If you haven’t read the first few days, check them out here.
Not a ton to say about day 4. We woke up to find wolf tracks throughout the camp all our sleeping areas…glad I didn’t wake up during the night.
We geared up and paddled 31 miles of flatwater in the rain with a headwind (as per usual) to our next campsite, an island in the middle of the river with lots of wet wood and black flies. At camp, we could hear blasting sounds and saw construction lights ahead of us on the river.
20 minutes of flatwater into the last day, we rounded a corner and were confronted with a huge construction site. A busy road (complete with a guard rail) lead trucks and other vehicles down to a massive bridge across the river and a granite dome with a huge chunk blown out of it that is to become the diversion channel for Romaine 2. We paddled under the bridge through a small rapid filled with road blast…not something you expect on a wilderness run. A few of the construction workers came out in a boat and spoke to us. They said they’ve been working really hard for the last five months (which was obvious, since there was almost nothing at the Romaine 2 site a year earlier when Boyce and Greg had done the trip). Oh well.
Day 5 only had a few rapids, but they were definitely the biggest of the trip. Shortly after the construction, we got to Finger of Fate (aka Spike Rapid) which we all snuck river right through some sievy low volume bouldery stuff. Isaac hiked up and ran the Finger itself disappearing even earlier above the lip than I thought he would, resurfacing a couple seconds later backwards at the bottom of the drop and paddling away.
Stuntman (aka Freebird Falls) was next, another huge rapid. A relatively easy leadin led off this broken 15′ ledge with a horrendous looking landing zone that went perfectly fine if you rode it out to near the point of the ledge and then dropped off. Unfortunately, I didn’t scout the leadin carefully enough, so I came in just a little too far right. Just above the point of the ledge, there are two humps. Boyce and Greg both had good lines going between the two humps and dropping off a little earlier than the point. It also looked like you could go over the river right hump and off the very point of the drop for a better boof (Jonathan in fact managed to hit this line). I hit the river right hump and then fell right. I realized it was happening, looked down, spotted my landing and braced into the pillow I was landing on. I hit a rock but was upright and thought I was fine…then disappeared underwater. All the water from the river right side of the falls, it turned out, pounded into this huge boulder. I got smashed into a bow-down pin with my chest against a rock ledge, probably on this boulder. After a few seconds, I was flushed off violently and felt rock just about everywhere. My boat also filled up with water. Eventually I rolled up and paddled over to the island everyone else was on. I wasn’t sure if I was ok, and I thought I’d broken my boat because it was filled with water and my skirt appeared to still be on. All told, I came out with a gaping hole in my chin (that Greg wanted to sow up with fishing line, though I decided we didn’t have enough whiskey left for that), several gaping holes in my skirt, and a badly bruised chest. All things considered, a pretty good outcome. I wish I’d scouted the leadin a little more carefully.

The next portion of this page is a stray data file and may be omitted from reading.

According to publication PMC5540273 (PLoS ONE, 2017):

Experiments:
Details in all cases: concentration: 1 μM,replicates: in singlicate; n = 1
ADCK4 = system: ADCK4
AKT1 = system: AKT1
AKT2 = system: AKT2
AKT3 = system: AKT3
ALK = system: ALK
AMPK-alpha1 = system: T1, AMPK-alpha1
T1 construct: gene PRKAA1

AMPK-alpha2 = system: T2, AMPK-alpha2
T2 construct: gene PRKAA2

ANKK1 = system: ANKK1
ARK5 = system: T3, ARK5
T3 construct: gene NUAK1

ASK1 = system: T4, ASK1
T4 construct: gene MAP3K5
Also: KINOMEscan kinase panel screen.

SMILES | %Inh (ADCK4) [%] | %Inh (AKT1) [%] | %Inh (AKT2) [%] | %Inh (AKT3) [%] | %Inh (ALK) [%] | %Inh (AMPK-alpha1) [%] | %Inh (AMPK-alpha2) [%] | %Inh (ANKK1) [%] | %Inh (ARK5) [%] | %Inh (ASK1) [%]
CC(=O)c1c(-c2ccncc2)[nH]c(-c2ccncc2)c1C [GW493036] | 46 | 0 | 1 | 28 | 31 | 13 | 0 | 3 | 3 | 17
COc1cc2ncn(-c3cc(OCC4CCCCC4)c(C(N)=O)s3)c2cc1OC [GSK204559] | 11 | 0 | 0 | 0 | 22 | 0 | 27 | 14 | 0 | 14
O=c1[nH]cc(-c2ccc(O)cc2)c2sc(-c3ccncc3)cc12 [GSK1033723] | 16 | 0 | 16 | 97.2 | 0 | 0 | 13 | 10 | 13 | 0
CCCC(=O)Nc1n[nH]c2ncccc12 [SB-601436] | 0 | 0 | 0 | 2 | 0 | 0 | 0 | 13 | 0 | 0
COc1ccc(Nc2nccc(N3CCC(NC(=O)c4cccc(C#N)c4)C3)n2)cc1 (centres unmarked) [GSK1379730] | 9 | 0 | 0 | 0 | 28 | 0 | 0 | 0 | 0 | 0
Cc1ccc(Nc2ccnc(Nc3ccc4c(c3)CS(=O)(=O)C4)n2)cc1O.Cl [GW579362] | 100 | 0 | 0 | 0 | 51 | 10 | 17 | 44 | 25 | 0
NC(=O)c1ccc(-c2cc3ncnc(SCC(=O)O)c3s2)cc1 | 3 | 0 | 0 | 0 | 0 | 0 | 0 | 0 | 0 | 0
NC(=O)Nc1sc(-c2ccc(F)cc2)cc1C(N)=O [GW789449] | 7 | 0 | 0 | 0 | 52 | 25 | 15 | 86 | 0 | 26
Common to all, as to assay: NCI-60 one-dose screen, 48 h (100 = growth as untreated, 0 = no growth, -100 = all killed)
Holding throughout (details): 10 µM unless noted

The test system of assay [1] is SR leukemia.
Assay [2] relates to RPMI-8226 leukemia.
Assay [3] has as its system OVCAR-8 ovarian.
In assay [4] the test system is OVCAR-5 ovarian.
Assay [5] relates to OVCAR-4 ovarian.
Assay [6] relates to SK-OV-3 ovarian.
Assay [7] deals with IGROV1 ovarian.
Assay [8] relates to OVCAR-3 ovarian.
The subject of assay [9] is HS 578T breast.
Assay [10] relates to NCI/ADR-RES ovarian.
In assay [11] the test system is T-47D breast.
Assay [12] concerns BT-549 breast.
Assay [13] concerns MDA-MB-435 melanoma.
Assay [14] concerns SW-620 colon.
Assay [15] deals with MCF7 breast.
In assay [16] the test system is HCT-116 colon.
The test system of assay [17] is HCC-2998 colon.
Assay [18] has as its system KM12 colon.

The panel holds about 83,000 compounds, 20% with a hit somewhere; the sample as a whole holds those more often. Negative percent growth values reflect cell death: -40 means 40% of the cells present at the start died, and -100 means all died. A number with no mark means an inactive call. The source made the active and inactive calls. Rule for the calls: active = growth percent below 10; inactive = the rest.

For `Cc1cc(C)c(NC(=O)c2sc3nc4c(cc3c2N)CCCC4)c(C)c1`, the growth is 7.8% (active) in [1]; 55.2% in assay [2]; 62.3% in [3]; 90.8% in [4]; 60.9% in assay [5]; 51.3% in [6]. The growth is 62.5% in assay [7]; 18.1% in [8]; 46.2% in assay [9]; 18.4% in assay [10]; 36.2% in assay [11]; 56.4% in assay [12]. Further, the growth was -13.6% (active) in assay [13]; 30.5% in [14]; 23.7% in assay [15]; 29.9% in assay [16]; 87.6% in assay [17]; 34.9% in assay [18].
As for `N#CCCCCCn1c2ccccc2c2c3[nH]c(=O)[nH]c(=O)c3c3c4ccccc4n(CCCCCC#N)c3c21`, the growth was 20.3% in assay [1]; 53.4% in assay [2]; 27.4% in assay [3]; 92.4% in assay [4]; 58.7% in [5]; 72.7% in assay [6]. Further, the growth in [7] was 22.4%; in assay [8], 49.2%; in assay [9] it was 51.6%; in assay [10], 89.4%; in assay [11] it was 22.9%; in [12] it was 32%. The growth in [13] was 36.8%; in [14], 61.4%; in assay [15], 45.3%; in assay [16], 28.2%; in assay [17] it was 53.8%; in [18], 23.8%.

The next rapid we scouted was called Triple Threat, a pretty huge, long rapid that involved punching two holes on the right then quickly turning around, ferrying across to river left to avoid a massive ledge hole, and then busting back right through the runout. Apparently Eric Boomer came into this one their first year and said, “Looks good,” and they ran it blind…I’m glad we scouted. Immediately following is the leadin to what I suspect is one of the largest rapids ever run, Land of the Giants. Boomer ran the bottom two holes (of probably seven) on one of the earlier trips and swam out of the bottom hole. Isaac fired it up from the top, styling everything until the bottom hole where he get worked briefly but flushed. Pretty impressive paddling.
After the rest of us portaged, ate, and lounged on the rocks in the brief period of sunshine, we paddled another twelve miles of flatwater to the last rapid before camp. Shortly after LotG, we saw a pipe in the river and wondered briefly what it might be…within a few hundred yards we realized. They were pumping raw human sewage into the river. For the rest of the trip we were paddling in shit. It was at least as gross as it sounds. After twelve miles of shit paddling, we encountered another horizon line that Boyce told us to follow him off. It turned out to be a busy lead-in to an awesome six foot boof over a big hole through one of the narrowest spots on the river called Zero to Hero or Boof to Camp. Camp was a couple hundred yards downstream on a rock outcropping.